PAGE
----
MDM is still in its infancy, although maturing rapidly. Many challenges, therefore, exist. Commonly, they include data complexity — just representing all master data’s entities and their relationships/hierarchies can be a daunting task. What is more, master data can sit in different and overlapping data silos. Identifying these, and agreeing to common domain values across systems can be difficult. Further, we see that often many executives do not know where to start to engage in a potential MDM solution.
With this brief understanding of MDM, I would like now to touch on GDPR and discuss how MDM can be a solution to this looming regulatory behemoth.
GDPR & MDM Solutions
The General Data Protection Regulation (GDPR) is an EU-wide regulation coming into force on 25 May 2018 designed to harmonise data privacy laws and protect EU citizens’ data privacy. It states that any company that manages or stores EU citizens’ personal data needs to know exactly what data of an individual is stored and used, and needs to obtain the individual’s explicit consent to do so.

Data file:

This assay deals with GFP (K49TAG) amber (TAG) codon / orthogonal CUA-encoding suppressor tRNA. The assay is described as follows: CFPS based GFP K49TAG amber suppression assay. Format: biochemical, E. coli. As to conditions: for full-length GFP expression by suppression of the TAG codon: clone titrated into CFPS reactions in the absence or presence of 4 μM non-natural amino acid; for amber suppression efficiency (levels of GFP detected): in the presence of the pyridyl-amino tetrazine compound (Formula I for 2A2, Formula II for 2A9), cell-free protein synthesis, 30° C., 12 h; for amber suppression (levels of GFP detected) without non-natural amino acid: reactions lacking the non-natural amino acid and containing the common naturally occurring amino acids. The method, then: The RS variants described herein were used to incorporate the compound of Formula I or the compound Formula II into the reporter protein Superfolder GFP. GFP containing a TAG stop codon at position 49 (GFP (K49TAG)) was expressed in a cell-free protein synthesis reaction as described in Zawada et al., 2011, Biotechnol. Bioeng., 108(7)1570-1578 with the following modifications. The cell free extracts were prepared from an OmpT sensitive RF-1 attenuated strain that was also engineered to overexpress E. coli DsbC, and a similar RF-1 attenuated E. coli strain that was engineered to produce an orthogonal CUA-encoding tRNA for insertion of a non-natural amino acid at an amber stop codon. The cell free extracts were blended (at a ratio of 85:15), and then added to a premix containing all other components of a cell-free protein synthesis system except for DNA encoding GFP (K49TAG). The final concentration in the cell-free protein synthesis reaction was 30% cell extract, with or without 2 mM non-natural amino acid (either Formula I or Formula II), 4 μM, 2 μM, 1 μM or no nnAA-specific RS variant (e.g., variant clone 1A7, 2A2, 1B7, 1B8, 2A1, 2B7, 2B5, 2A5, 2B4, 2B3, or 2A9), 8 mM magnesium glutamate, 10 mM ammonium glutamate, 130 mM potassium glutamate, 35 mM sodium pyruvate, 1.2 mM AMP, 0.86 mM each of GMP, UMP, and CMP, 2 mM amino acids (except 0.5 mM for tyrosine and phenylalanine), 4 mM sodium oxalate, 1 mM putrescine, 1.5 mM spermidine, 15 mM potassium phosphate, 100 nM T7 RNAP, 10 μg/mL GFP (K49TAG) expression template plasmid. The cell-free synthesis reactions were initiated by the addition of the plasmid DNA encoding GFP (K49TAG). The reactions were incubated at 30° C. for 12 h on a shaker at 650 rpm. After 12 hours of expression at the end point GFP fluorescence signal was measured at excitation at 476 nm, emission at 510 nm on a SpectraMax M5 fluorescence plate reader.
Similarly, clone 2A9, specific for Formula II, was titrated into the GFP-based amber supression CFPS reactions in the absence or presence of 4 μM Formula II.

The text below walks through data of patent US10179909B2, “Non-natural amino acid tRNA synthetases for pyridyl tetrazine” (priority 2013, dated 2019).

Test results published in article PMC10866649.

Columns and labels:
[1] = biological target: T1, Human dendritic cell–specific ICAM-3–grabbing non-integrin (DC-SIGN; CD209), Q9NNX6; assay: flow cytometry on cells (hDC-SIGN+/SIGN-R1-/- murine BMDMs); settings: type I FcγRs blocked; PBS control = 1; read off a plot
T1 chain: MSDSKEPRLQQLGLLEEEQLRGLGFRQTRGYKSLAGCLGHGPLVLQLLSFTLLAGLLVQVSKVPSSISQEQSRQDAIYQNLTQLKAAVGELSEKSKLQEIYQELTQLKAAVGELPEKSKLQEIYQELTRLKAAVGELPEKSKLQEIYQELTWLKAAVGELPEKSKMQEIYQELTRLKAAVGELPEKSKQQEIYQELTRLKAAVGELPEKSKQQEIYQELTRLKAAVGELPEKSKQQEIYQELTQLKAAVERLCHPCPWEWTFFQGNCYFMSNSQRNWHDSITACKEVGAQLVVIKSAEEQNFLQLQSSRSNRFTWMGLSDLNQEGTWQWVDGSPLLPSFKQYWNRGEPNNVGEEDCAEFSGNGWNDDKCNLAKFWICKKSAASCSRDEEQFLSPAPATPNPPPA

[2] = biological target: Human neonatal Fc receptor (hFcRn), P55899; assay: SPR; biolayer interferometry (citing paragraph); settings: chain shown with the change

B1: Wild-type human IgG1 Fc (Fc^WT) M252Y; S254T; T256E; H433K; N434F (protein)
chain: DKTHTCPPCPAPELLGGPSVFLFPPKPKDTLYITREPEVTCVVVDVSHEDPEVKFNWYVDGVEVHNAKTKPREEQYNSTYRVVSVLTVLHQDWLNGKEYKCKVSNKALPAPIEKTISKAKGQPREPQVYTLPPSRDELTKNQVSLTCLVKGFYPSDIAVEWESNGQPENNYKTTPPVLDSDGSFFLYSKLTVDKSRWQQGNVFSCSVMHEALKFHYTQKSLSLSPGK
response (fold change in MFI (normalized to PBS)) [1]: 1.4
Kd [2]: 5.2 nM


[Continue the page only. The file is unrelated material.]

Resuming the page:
The fines set by the European Commission for non-compliance are staggering — up to 4% of worldwide turnover or €20MM, whichever is higher. There is also a personal fine applicable to the data controller in charge of up to €500K. It is, therefore, surprising so few enterprises have begun to implement these new guidelines. Partly this reflects the far-reaching requirements of the directive, as executives find it difficult taking the first step to compliance.
As such, some have raised MDM as an answer to GDPR. This is because, as GDPR forces companies to have a reliable and correct overview of individual customers, MDM offers exactly this overview and can, therefore, serve as the technical basis to GDPR compliance.
For example, data from individuals can be arranged as data identifiers and extended attributes. Here, a key advantage of using MDM for GDPR is that any individual is guaranteed accuracy of their data. In MDM, this data is maintained centrally, which means that any particular sub-system in a large organisation will not be forgotten when data changes. Not only does this simplify data management, but it hugely increases the quality and currentness of data.